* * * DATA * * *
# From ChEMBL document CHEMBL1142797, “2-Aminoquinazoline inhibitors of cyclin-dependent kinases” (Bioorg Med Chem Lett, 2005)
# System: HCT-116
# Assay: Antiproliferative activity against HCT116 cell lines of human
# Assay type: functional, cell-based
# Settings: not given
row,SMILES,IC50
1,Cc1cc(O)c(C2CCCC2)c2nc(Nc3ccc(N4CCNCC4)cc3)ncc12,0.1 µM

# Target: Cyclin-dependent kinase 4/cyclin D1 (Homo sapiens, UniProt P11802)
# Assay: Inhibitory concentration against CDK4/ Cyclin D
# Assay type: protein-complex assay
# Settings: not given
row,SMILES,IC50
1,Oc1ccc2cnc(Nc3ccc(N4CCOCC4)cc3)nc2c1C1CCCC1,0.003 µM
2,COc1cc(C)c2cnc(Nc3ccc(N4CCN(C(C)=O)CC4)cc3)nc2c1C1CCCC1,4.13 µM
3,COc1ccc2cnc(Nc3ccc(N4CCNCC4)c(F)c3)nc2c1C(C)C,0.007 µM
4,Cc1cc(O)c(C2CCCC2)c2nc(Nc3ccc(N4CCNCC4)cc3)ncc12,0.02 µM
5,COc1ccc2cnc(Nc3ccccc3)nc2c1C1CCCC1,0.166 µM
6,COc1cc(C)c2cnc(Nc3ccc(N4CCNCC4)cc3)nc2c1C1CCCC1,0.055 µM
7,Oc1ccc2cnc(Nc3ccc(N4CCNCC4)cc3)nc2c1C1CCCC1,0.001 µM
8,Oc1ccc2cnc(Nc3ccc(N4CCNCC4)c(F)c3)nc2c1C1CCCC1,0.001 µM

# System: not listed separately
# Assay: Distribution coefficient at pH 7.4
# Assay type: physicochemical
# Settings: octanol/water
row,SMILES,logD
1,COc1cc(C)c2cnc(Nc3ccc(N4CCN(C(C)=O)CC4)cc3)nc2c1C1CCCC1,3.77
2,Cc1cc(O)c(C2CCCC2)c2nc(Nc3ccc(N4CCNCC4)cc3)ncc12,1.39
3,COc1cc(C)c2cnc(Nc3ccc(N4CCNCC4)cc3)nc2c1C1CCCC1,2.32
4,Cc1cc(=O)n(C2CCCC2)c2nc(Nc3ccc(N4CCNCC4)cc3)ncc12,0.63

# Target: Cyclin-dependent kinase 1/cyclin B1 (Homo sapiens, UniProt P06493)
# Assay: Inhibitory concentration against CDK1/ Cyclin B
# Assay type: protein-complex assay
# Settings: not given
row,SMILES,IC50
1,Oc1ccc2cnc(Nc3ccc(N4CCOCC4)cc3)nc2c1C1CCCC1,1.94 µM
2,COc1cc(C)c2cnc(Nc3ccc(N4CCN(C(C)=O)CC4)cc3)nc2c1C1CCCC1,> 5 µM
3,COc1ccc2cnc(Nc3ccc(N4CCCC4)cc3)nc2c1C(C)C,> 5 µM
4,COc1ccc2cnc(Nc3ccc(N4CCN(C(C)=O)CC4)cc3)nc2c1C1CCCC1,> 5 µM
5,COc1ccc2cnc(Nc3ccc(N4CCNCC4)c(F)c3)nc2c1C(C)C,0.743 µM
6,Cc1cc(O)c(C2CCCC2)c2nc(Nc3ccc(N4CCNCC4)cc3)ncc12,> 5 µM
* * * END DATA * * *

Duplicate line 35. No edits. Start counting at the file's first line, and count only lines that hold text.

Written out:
1,Oc1ccc2cnc(Nc3ccc(N4CCOCC4)cc3)nc2c1C1CCCC1,1.94 µM